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RED To Showcase Weapon With Monstro 8K VV Sensor At BSC Expo

RED BSC Expo Weapon Mostro 8K

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#1 Sue Smith

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Posted 30 January 2018 - 01:55 PM

RED Digital Cinema® is showcasing its latest sensor technology, MONSTRO 8K VV, on Stand 426 at the BSC Expo, running Feb. 2-3 at the Battersea Evolution. MONSTRO is an evolutionary step in large-format sensor technology with improvements in image quality including dynamic range and shadow detail. The new cinematic, full-frame WEAPON® camera with the MONSTRO™ 8K VV sensor that launched in October 2017 is now available for purchase.

 

On Feb. 2 at 11:15 in the Seminar Room, RED and Mission Digital are hosting a conversation with Chris Ross, BSC and Mission Digital Managing Director Mark Purvis. They will discuss the shooting of FX’s flagship show Trust, directed by Danny Boyle and starring Donald Sutherland, Hilary Swank and Brendan Fraser. Attendees can learn how Ross and the post-production team approached the creative and technical aspects of one of the biggest television shows to be shot in the UK.

 

RED will also host a premier seminar with CHEAT colourist Toby Tomkins and Panavision Senior Vice President of Innovation Michael Cioni on “The Benefits of 8K RAW Workflow in High Resolution TV Delivery.” The event will take place Feb. 2 at 15:15 in the Seminar Room. The two will discuss using an 8K RAW workflow on feature films, as well as the recently released Netflix original TV series The End of the F***ing World. The series was shot on RED WEAPON 8K S35 by cinematographers Justin Brown and Ben Fordesman with Tomkins handling final color. Tomkins will share his insights and approach to managing high-resolution workflows and explain the value of RED's new Image Processing Pipeline (IPP2).

 

RED’s newest camera and sensor combination, WEAPON 8K VV, offers cinematic full frame lens coverage, captures 8K full format motion at up to 60 fps, produces ultra-detailed 35.4 megapixel stills, and delivers incredibly fast data speeds – up to 300 MB/s. And like all of RED’s DSMC2 cameras, WEAPON shoots simultaneous REDCODE® RAW and Apple ProRes or Avid DNxHD/HR recording and adheres to the company’s dedication to OBSOLESCENCE OBSOLETE® – a core operating principle that allows current RED owners to upgrade their technology as innovations are unveiled and move between camera systems without having to purchase all new gear.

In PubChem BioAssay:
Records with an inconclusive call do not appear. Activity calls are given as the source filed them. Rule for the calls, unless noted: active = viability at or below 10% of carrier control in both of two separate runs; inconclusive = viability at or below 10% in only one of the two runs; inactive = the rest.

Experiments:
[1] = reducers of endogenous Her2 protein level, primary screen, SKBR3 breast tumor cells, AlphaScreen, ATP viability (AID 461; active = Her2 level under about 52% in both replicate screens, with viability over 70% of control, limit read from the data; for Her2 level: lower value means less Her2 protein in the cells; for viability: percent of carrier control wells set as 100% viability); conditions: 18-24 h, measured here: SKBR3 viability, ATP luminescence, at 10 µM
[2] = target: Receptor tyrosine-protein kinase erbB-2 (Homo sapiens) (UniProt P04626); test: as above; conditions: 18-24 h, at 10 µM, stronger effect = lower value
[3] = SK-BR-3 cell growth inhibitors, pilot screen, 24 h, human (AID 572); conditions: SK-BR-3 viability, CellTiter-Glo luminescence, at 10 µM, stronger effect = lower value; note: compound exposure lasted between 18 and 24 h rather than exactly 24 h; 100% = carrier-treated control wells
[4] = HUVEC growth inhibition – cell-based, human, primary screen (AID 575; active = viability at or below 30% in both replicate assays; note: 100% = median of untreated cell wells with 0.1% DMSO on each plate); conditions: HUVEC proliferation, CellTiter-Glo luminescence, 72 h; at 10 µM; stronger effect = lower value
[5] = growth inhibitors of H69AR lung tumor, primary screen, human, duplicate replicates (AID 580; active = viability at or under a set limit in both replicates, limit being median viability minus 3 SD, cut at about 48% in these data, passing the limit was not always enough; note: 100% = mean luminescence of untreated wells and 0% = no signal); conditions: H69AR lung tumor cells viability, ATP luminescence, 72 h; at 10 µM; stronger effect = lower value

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#2 Lewis Jelley

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Posted 31 January 2018 - 07:47 AM

I've booked to shoot a commercial with the Monstro in March, can't wait! Have heard amazing things from my rental house, who have had the chance to do a couple of tests. 


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#3 Daniel D. Teoli Jr.

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Posted 01 February 2018 - 07:32 PM

Wow, sounds exciting!

35.4 megapixels stills? What is the single frame mp image size when shot at normal speed?
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#4 Stuart Brereton

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Posted 17 February 2018 - 04:02 PM

35.4 megapixels stills? What is the single frame mp image size when shot at normal speed?

It's the same.


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#5 Phil Rhodes

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Posted 17 February 2018 - 07:59 PM

Lots of pixels.

 

But is it pretty?


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#6 Phil Connolly

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Posted 18 February 2018 - 05:22 AM

But is it pretty?

Its a black box with a skull on it, a long way from pretty.


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#7 Robin R Probyn

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Posted 18 February 2018 - 06:12 AM

To use one ..you must be pretty .. and have a flannel shirt..


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#8 Mark Dunn

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Posted 18 February 2018 - 12:21 PM

I'm halfway there, then, I've got a flannel shirt.

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#9 Phil Connolly

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Posted 18 February 2018 - 02:30 PM

Nah, flannel shirts are for Digital/Analogue Bolex users.

 

To properly fit in with the design of Red cameras you need to look like an extra from Mad Max.

 

I've got a black riveted jacket that looks a treat when partnered with the new the "RED: Bazooka camera", "RED:Vengeance Viewfinder" and "RED:My enemies die screaming - variable ND" 


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#10 Phil Rhodes

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Posted 18 February 2018 - 02:30 PM

with a skull on it

 

 

Am I the only person who finds this all a bit...

 

...teenager?


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#11 Phil Connolly

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Posted 18 February 2018 - 02:43 PM

 

 

Am I the only person who finds this all a bit...

 

...teenager?